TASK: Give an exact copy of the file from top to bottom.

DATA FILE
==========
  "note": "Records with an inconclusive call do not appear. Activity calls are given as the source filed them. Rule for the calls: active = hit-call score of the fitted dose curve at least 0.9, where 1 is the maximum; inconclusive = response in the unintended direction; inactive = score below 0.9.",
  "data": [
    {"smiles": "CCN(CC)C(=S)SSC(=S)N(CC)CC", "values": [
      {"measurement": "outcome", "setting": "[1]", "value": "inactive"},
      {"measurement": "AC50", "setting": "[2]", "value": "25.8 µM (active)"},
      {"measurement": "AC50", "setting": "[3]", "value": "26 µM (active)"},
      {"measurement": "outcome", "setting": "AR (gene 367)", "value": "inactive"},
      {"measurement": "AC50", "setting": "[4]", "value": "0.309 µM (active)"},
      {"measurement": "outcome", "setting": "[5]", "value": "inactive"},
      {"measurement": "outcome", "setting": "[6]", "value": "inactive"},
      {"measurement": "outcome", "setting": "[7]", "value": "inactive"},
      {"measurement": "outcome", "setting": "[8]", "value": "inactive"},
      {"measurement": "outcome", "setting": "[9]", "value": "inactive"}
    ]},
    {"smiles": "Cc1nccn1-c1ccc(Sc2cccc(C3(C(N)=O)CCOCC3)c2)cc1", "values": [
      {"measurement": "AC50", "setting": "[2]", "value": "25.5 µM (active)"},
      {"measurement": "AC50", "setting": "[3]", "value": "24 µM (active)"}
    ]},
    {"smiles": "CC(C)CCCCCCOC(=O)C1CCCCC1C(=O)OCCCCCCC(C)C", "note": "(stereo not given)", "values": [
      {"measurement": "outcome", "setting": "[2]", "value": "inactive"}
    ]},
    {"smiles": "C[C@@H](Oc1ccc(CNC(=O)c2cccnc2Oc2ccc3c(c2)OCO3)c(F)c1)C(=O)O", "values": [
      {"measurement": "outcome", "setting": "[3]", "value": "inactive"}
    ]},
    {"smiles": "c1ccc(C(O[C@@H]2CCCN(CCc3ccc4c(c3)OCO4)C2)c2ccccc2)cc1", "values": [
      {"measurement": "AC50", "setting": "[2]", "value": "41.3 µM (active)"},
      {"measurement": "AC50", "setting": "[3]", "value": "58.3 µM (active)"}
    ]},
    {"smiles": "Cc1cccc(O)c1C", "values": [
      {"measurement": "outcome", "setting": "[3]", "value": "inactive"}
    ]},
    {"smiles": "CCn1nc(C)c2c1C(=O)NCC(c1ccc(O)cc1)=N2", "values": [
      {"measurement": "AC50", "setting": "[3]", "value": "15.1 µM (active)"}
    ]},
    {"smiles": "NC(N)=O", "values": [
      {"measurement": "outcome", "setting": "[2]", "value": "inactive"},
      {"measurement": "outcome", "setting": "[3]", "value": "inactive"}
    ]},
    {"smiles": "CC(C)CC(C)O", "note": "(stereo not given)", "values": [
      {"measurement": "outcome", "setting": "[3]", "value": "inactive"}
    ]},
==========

  "note": "Records with an inconclusive call do not appear. Activity calls are given as the source filed them. Rule for the calls: active = hit-call score of the fitted dose curve at least 0.9, where 1 is the maximum; inconclusive = response in the unintended direction; inactive = score below 0.9.",
  "data": [
    {"smiles": "CCN(CC)C(=S)SSC(=S)N(CC)CC", "values": [
      {"measurement": "outcome", "setting": "[1]", "value": "inactive"},
      {"measurement": "AC50", "setting": "[2]", "value": "25.8 µM (active)"},
      {"measurement": "AC50", "setting": "[3]", "value": "26 µM (active)"},
      {"measurement": "outcome", "setting": "AR (gene 367)", "value": "inactive"},
      {"measurement": "AC50", "setting": "[4]", "value": "0.309 µM (active)"},
      {"measurement": "outcome", "setting": "[5]", "value": "inactive"},
      {"measurement": "outcome", "setting": "[6]", "value": "inactive"},
      {"measurement": "outcome", "setting": "[7]", "value": "inactive"},
      {"measurement": "outcome", "setting": "[8]", "value": "inactive"},
      {"measurement": "outcome", "setting": "[9]", "value": "inactive"}
    ]},
    {"smiles": "Cc1nccn1-c1ccc(Sc2cccc(C3(C(N)=O)CCOCC3)c2)cc1", "values": [
      {"measurement": "AC50", "setting": "[2]", "value": "25.5 µM (active)"},
      {"measurement": "AC50", "setting": "[3]", "value": "24 µM (active)"}
    ]},
    {"smiles": "CC(C)CCCCCCOC(=O)C1CCCCC1C(=O)OCCCCCCC(C)C", "note": "(stereo not given)", "values": [
      {"measurement": "outcome", "setting": "[2]", "value": "inactive"}
    ]},
    {"smiles": "C[C@@H](Oc1ccc(CNC(=O)c2cccnc2Oc2ccc3c(c2)OCO3)c(F)c1)C(=O)O", "values": [
      {"measurement": "outcome", "setting": "[3]", "value": "inactive"}
    ]},
    {"smiles": "c1ccc(C(O[C@@H]2CCCN(CCc3ccc4c(c3)OCO4)C2)c2ccccc2)cc1", "values": [
      {"measurement": "AC50", "setting": "[2]", "value": "41.3 µM (active)"},
      {"measurement": "AC50", "setting": "[3]", "value": "58.3 µM (active)"}
    ]},
    {"smiles": "Cc1cccc(O)c1C", "values": [
      {"measurement": "outcome", "setting": "[3]", "value": "inactive"}
    ]},
    {"smiles": "CCn1nc(C)c2c1C(=O)NCC(c1ccc(O)cc1)=N2", "values": [
      {"measurement": "AC50", "setting": "[3]", "value": "15.1 µM (active)"}
    ]},
    {"smiles": "NC(N)=O", "values": [
      {"measurement": "outcome", "setting": "[2]", "value": "inactive"},
      {"measurement": "outcome", "setting": "[3]", "value": "inactive"}
    ]},
    {"smiles": "CC(C)CC(C)O", "note": "(stereo not given)", "values": [
      {"measurement": "outcome", "setting": "[3]", "value": "inactive"}
    ]},